Much has happened since the last issue of Brigade Insight published in Nov 2019.
The Wuhan Virus that originated in China during December last year has created unprecedented havoc around the world, the likes of which none of us have witnessed in our lifetimes.
Life has turned upside down - a 180O change; people have become helpless, more philosophical, many businesses have been run to the ground. India is staring at its worst recession since independence and other countries are experiencing the worst since the 2nd World War or the Great Depression of 1929. Helpless governments across the world are taking various measures to control the virus. It is unimaginable that an invisible organism (COVID-19) can bring the world to its knees! Over 27 million people have been affected so far and the numbers are increasing by the day, deaths are nearing a million, and with no end in sight till an effective vaccine is invented. Even after a vaccine is released, after successful clinical trials, the number of years it will take to vaccinate the world’s 7,800 million population, is anyone’s guess. No one knows, if the vaccine will provide lifelong immunity, or it should be administered every year like the Flu Vaccine. With all these uncertainties, life must go on. We need to do what we have to do, leaving the rest to providence, our destiny, our karma.
At times like this, the country’s leaders are in an unenviable position. Tough situations call for tough decisions. Damned if you take, and damned if you don’t take. Our PM, Shri Narendra Modi, known for his decisive leadership, bit the bullet by locking-down the entire country for 40 full days - the only time since 1947. It did create panic and resulted in untold misery to millions of migrant labourers across the country. It did help save lives and halt the spread of the Wuhan Virus initially. But once the lockdown was lifted and people started moving around, including the gradual return of the migrant labourers, the COVID-19 +ve cases started increasing. India currently has the dubious distinction of having the 2nd highest number of cases, next only to the United States. Now, livelihoods have taken precedence over lives, as can be seen with the economy opening up more and more, month after month.
During this crisis, many developed countries have come up with attractive stimulus packages for their citizens and businesses. Despite India being a developing country, our Government came up with a very ambitious, INR 20 lakh crores stimulus package. While it did raise expectations of the industry and the business community, unfortunately, too much fine print did not allow the benefit to reach the different sectors as intended. Personally, I believe, doles must be restricted for the economically weaker sections. For businesses, what is needed, is to unshackle them from a multitude of regulations and offer simple, transparent rules. As a stimulus, reducing taxes like GST, Stamp Duty, etc., for at least a year or so, would boost the economy. Otherwise, to return to positive GDP growth over 2019 or the prior figures would take a very long time. Oxygen, should be administered timely.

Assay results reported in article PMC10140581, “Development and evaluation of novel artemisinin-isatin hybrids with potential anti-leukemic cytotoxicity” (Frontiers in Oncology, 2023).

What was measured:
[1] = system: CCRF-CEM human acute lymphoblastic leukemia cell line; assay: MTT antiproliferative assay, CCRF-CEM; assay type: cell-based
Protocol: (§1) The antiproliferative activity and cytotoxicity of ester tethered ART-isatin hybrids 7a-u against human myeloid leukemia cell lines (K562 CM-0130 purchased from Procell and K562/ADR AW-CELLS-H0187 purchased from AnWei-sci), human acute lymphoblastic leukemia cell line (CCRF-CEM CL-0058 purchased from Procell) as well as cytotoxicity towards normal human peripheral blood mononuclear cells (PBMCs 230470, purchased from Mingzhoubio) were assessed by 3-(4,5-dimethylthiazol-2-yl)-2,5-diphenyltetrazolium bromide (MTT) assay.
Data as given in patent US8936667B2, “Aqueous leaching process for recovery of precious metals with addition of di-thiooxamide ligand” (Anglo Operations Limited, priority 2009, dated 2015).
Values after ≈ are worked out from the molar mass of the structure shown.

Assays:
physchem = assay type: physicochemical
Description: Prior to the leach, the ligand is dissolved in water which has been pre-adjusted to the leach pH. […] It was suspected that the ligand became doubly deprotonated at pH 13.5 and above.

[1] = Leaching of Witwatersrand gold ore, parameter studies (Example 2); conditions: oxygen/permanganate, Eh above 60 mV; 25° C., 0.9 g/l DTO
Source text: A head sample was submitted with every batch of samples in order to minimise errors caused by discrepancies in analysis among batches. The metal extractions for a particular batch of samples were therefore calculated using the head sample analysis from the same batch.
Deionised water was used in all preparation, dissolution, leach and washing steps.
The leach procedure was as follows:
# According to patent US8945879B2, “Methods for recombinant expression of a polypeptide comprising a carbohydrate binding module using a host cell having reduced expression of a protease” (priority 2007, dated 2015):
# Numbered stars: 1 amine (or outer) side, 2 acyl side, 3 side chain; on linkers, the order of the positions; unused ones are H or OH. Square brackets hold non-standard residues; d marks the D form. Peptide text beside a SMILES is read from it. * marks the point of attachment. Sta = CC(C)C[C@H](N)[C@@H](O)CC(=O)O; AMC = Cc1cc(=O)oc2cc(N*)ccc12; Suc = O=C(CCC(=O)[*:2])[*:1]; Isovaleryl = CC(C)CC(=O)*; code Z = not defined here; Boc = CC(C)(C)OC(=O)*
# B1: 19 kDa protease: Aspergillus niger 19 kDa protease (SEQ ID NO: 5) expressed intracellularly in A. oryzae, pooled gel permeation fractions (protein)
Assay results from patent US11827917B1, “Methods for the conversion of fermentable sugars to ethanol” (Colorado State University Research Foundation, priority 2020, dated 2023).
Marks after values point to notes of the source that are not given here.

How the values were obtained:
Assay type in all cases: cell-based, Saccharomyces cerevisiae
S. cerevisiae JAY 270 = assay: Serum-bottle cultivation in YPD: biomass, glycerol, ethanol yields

I am happy to report that during this pandemic, Brigade Foundation has taken several positive initiatives and has done its part to help the society and the community - supporting 11,000 workers with a combination of food, ration and direct transfer of money to remit to their families during the lockdown phase, distribution of lakhs of food packets, rations, truckloads of rice packets across different slums for the needy, donation of a 5-bed ICU container to KC General Hospital, starting a permanent health centre in South Bengaluru, in association with St. John’s Medical College Hospital; apart from numerous donations to the Chief Minister’s Relief Fund in different states. I express my appreciation and deep gratitude to the doctors and health workers for their selfless service to the affected patients.
Brigade is present across all 4 verticals of real estate business - Residential, Office Leasing, Retail Malls & Hospitality and each of these verticals have supported one another during this phase. Currently, with international travel having taken a big hit and the lack of confidence felt by most, to undertake domestic travel, hotel occupancies have taken a huge hit.
Similarly, Mall operations and walk-ins are badly affected, with Multiplexes still not being allowed to operate and with the restriction on the serving of liquor in restaurants to date.
Thankfully, residential sales are improving month on month resulting in the hope that there is light at the end of the tunnel. So also the collection of office lease rentals are robust.